In my own research I have focused on the practical patterns of interaction between think tanks to see if some think tanks seemed more linked in the European field of security than others. I took Sherrington’s list as a point of departure and reviewed a large number of think tanks. I set up two criteria for selecting them. First, the think tanks should deal with (European) security and foreign policy subjects as a significant part of their activities. Second, the think tank should be directed at a target audience beyond the scope of national geographical boundaries, both in institutional set-up (webpage in English15, contacts beyond the state in which they are situated) and in the way the research questions were framed (generally European questions, beyond the national interest). This criterion helped exclude think tanks which did not take part in the practical patterns of interaction and, thus, could not be argued to form part of the emerging European security landscape. My list ended at around 50 think tanks with relevance for European security and foreign policy, but far from all were connected to the field on a regular basis. Some, however, stood out as closely tied to both political actors (EU, NATO) and to other think tanks. From studying them, it is possible to get a glimpse of what ideas are currently entering/structuring the field.
The Centre for European Reform (CER)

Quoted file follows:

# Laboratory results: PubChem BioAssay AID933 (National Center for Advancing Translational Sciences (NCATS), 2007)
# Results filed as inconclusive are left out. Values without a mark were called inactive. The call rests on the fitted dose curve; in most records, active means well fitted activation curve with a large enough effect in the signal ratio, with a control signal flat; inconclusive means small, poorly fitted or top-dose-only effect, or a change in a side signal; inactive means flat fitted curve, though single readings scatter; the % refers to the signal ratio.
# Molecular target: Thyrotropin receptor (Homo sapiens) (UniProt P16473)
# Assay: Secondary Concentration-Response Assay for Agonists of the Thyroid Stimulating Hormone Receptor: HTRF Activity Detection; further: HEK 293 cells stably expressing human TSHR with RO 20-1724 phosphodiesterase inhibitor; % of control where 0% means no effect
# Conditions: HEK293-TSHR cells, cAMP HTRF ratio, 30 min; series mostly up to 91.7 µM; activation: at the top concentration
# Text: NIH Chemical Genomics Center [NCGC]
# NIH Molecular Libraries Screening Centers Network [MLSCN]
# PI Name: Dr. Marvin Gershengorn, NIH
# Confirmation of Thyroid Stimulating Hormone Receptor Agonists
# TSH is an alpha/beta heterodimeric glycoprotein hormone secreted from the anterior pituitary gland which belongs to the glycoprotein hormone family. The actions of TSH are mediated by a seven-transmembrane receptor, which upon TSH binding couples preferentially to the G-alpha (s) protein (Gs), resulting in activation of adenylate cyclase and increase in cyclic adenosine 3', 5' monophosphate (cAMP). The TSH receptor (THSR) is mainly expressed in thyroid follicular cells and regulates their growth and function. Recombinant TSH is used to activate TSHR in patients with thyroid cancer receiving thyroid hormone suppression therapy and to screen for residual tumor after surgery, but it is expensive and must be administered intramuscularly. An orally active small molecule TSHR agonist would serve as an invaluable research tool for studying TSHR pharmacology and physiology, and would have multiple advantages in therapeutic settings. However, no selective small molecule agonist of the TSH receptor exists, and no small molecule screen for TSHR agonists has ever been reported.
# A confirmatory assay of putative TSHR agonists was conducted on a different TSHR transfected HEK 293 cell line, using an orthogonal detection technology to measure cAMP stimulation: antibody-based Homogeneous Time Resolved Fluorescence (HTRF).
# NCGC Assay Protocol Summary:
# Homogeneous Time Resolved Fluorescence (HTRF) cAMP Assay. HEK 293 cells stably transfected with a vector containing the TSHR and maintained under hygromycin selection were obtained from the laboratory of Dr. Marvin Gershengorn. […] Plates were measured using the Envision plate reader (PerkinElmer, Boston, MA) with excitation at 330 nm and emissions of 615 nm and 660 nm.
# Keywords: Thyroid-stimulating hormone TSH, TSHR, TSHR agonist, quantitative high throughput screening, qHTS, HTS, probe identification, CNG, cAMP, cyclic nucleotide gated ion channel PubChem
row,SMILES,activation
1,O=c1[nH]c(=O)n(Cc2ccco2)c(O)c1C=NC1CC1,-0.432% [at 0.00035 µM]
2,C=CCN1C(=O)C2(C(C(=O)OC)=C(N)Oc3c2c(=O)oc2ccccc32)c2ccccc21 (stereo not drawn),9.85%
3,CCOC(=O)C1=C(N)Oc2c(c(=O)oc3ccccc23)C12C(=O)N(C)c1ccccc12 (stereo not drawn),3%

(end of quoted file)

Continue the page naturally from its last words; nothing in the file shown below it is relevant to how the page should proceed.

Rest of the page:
One of the think tanks that stood out as linked to many other actors in the European field of security studies is the Centre for European Reform. The Centre for European Reform was formed in 1998 in Britain with the objective of improving the quality of debate of the European Union in the UK. It has had a special role in the shaping of the British debate and has relations with a long list of people, institutions and others with a central position in the European security landscape. By 2002 the CER stated in its annual report that it has “since become a truly European think-tank, committed to reforming the European Union” (CER 2002). The Centre for European Reform is a think tank comprised of British professionals, business people and academics16, but many authors of pamphlets and briefs are not British and approximately half of the seminars organised by CER take place outside the UK. The Centre for European Reform organises lunch-meetings, breakfasts, fringe-meetings on i.e. Labour and Liberal Party Congresses and invites experts to comment and discuss issues of relevance to a wide range of topics17: 1) Reform of EU institutions and policies, 2) Enlargement of the European Union, 3) The Euro and Economic Reform, 4) European Foreign and defence policy, 5) Transatlantic relations, 6) Justice and Home Affairs and 7) The EU’s relations with Russia and China. Further, it publishes a range of different types of publications. Some of a general nature, but many addressed directly at the EU and specific EU policies. The CER reports that it has never received money from governments or EU institutions but is funded by the private sector. All these practices (publishing, arranging meetings, etc.) have one objective: to shape and form the understanding of a range of policies in Europe. But are they successful? The CER measures its own success on the number of TV and radio appearances, reputation, and whether the thinktank’s proposals are adopted as policy (CER 2002: 2-3). It tops the list on TV and radio appearances and enjoys a good reputation. Further, the CER itself claims that several ideas put forward in CER publications appeared in the 2002 Convention on the Future of Europe (CER 2002: 3) – amongst these the suggested merger of the jobs of the external relations commissioner and the high representative for foreign and security policy18. In its 2004 annual report, CER claims that the Commission’s Green Paper on European defence markets copied section of a 2002 CER working paper (CER 2004: 3). Apart form CER’s own success criteria, Notre Europe (2004) reports that CER was the only think tank which was mentioned in almost all the questionnaires when asked “which EU think-tanks have influence today”?19 In addition to this, Javier Solana gave remarks at the launch of a Centre for European Reform publication in his capacity as High Representative for the Common Foreign and Security Policy in 2002 (Solana, 19 February 2002). Lord Robertson (former secretary-general of NATO) joined the advisory board of the think tank in 2004, indicating that the Centre for European Reform is considered to have some clout – even outside the EU context20.